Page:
We can only do it for moments at first. But from those moments the new sort of life will be spreading through our system: because now we are letting Him work at the right part of us. It is the difference between paint, which is merely laid on the surface, and a dye or stain which soaks right through. He never talked vague, idealistic gas. When He said, ‘Be perfect,” He meant it. He meant that we must go in for the full treatment. It is hard; but the sort of compromise we are all hankering after is harder—in fact, it is impossible. It may be hard for an egg to turn into a bird: it would be a jolly sight harder for it to learn to fly while remaining an egg. We are like eggs at present. And you cannot go on indefinitely being just an ordinary, decent egg. We must be hatched or go bad.…That is the whole of Christianity.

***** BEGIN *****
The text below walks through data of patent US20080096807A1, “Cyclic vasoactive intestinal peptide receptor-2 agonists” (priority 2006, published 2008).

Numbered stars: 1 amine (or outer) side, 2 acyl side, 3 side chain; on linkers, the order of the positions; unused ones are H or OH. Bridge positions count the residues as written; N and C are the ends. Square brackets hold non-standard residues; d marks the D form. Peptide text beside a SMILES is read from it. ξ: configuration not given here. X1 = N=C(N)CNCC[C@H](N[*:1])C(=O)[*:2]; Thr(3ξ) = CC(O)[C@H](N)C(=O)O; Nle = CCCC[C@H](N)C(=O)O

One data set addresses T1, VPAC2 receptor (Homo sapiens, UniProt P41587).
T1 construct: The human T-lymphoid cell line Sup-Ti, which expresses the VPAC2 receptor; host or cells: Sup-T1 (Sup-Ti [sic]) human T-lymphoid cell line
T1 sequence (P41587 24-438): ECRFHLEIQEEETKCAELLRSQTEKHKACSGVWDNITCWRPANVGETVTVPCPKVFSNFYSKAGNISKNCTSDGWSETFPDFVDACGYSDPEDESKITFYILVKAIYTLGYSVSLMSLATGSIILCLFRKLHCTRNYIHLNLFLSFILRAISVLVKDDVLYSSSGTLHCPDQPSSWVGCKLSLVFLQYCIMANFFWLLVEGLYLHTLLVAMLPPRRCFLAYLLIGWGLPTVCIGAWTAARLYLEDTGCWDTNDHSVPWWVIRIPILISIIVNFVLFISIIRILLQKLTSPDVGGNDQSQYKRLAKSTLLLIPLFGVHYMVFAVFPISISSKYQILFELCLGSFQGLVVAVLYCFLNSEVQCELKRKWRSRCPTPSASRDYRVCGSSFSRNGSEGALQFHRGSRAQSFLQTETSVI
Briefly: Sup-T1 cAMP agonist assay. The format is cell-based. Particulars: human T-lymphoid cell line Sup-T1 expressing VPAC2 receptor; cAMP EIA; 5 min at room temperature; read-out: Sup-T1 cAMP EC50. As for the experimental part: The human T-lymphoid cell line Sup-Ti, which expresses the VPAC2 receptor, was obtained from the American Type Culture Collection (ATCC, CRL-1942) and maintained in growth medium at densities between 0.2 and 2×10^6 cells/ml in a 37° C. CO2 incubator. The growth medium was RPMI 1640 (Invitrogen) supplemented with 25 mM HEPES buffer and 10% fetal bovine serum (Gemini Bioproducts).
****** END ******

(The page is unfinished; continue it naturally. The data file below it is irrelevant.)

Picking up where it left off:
…things in Nature will begin to come right. The bad dream will be over: it will be morning.

     I find a good many people have been bothered by what I said [previously] about Our Lord’s words, ‘Be ye perfect.’ Some people seem to think this means ‘Unless you are perfect, I will not help you’; and as we cannot be perfect, then, if He meant that, our position is hopeless. But I do not think He did mean that. I think He meant ‘The only help I will give is help to become perfect. You may want something less: but I will give you nothing less.’